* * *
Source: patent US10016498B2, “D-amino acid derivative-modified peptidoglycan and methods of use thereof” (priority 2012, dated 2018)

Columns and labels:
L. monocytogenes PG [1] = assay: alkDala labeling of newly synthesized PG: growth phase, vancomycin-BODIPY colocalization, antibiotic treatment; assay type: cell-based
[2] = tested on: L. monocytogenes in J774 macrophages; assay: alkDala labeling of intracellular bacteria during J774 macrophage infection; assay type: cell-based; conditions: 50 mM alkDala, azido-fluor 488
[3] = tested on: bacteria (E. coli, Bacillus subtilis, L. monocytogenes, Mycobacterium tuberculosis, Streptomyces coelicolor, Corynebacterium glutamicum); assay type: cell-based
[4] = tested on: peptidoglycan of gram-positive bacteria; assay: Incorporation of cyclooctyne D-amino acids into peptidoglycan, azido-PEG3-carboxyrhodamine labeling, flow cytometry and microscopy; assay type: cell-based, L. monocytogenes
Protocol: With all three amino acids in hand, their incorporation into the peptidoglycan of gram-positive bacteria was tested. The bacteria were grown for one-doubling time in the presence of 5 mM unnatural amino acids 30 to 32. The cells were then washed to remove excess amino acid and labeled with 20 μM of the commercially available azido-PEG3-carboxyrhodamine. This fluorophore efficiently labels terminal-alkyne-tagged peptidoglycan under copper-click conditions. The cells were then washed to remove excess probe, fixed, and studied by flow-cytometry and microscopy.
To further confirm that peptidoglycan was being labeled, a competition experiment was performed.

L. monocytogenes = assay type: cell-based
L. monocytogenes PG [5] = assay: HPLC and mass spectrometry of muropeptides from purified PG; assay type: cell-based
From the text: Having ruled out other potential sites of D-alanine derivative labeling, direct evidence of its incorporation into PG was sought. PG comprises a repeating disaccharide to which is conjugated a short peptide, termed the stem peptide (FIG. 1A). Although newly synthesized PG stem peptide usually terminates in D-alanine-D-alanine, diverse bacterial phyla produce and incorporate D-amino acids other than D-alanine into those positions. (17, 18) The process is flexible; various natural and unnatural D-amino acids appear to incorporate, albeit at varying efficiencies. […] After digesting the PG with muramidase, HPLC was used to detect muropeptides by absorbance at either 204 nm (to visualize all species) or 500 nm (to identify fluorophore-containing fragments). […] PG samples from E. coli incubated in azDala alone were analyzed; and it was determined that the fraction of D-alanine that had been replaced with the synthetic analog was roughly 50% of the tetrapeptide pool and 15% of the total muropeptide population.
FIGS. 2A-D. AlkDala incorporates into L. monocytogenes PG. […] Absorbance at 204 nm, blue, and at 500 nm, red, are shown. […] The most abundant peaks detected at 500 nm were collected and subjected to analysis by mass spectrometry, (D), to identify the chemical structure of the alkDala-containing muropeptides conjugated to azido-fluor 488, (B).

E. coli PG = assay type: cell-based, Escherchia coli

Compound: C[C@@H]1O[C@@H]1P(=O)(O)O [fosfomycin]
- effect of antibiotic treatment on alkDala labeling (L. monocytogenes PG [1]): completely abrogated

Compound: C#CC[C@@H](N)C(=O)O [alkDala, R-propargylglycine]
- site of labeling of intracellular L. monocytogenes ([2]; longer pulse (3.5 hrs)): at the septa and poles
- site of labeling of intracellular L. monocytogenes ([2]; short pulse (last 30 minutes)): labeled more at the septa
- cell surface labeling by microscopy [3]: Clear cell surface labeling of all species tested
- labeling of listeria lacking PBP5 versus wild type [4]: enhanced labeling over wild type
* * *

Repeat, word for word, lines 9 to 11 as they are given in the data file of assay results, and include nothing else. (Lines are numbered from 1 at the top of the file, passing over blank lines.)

L. monocytogenes = assay type: cell-based
L. monocytogenes PG [5] = assay: HPLC and mass spectrometry of muropeptides from purified PG; assay type: cell-based
From the text: Having ruled out other potential sites of D-alanine derivative labeling, direct evidence of its incorporation into PG was sought. PG comprises a repeating disaccharide to which is conjugated a short peptide, termed the stem peptide (FIG. 1A). Although newly synthesized PG stem peptide usually terminates in D-alanine-D-alanine, diverse bacterial phyla produce and incorporate D-amino acids other than D-alanine into those positions. (17, 18) The process is flexible; various natural and unnatural D-amino acids appear to incorporate, albeit at varying efficiencies. […] After digesting the PG with muramidase, HPLC was used to detect muropeptides by absorbance at either 204 nm (to visualize all species) or 500 nm (to identify fluorophore-containing fragments). […] PG samples from E. coli incubated in azDala alone were analyzed; and it was determined that the fraction of D-alanine that had been replaced with the synthetic analog was roughly 50% of the tetrapeptide pool and 15% of the total muropeptide population.